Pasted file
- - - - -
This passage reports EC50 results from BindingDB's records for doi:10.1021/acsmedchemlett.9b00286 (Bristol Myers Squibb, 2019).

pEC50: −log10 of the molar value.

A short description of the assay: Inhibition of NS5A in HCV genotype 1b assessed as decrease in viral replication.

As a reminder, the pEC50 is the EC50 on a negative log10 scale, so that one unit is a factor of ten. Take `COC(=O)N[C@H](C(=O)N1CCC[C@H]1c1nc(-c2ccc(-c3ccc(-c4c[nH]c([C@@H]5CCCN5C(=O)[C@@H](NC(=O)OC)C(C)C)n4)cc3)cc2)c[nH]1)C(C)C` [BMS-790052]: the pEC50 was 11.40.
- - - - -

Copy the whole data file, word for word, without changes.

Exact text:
This passage reports EC50 results from BindingDB's records for doi:10.1021/acsmedchemlett.9b00286 (Bristol Myers Squibb, 2019).

pEC50: −log10 of the molar value.

A short description of the assay: Inhibition of NS5A in HCV genotype 1b assessed as decrease in viral replication.

As a reminder, the pEC50 is the EC50 on a negative log10 scale, so that one unit is a factor of ten. Take `COC(=O)N[C@H](C(=O)N1CCC[C@H]1c1nc(-c2ccc(-c3ccc(-c4c[nH]c([C@@H]5CCCN5C(=O)[C@@H](NC(=O)OC)C(C)C)n4)cc3)cc2)c[nH]1)C(C)C` [BMS-790052]: the pEC50 was 11.40.